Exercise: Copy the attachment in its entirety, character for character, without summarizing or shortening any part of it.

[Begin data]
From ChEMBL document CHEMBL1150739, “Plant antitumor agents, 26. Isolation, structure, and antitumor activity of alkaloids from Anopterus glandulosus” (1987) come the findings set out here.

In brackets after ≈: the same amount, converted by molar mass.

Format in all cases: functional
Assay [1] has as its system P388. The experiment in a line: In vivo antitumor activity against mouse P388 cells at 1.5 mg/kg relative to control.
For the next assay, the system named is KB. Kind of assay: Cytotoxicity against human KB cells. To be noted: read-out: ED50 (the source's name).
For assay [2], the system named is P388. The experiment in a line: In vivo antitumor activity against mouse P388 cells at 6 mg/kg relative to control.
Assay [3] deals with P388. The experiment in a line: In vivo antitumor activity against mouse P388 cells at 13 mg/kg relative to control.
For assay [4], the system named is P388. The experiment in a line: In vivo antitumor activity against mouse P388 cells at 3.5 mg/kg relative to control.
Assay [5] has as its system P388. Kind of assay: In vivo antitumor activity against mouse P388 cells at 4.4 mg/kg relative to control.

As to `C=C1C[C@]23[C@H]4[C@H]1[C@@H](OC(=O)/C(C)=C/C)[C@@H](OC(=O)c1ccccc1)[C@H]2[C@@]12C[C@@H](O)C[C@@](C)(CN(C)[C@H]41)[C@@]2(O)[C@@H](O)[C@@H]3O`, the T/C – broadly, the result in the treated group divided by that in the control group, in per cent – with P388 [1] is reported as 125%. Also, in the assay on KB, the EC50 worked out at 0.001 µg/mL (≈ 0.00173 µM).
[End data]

From ChEMBL document CHEMBL1150739, “Plant antitumor agents, 26. Isolation, structure, and antitumor activity of alkaloids from Anopterus glandulosus” (1987) come the findings set out here.

In brackets after ≈: the same amount, converted by molar mass.

Format in all cases: functional
Assay [1] has as its system P388. The experiment in a line: In vivo antitumor activity against mouse P388 cells at 1.5 mg/kg relative to control.
For the next assay, the system named is KB. Kind of assay: Cytotoxicity against human KB cells. To be noted: read-out: ED50 (the source's name).
For assay [2], the system named is P388. The experiment in a line: In vivo antitumor activity against mouse P388 cells at 6 mg/kg relative to control.
Assay [3] deals with P388. The experiment in a line: In vivo antitumor activity against mouse P388 cells at 13 mg/kg relative to control.
For assay [4], the system named is P388. The experiment in a line: In vivo antitumor activity against mouse P388 cells at 3.5 mg/kg relative to control.
Assay [5] has as its system P388. Kind of assay: In vivo antitumor activity against mouse P388 cells at 4.4 mg/kg relative to control.

As to `C=C1C[C@]23[C@H]4[C@H]1[C@@H](OC(=O)/C(C)=C/C)[C@@H](OC(=O)c1ccccc1)[C@H]2[C@@]12C[C@@H](O)C[C@@](C)(CN(C)[C@H]41)[C@@]2(O)[C@@H](O)[C@@H]3O`, the T/C – broadly, the result in the treated group divided by that in the control group, in per cent – with P388 [1] is reported as 125%. Also, in the assay on KB, the EC50 worked out at 0.001 µg/mL (≈ 0.00173 µM).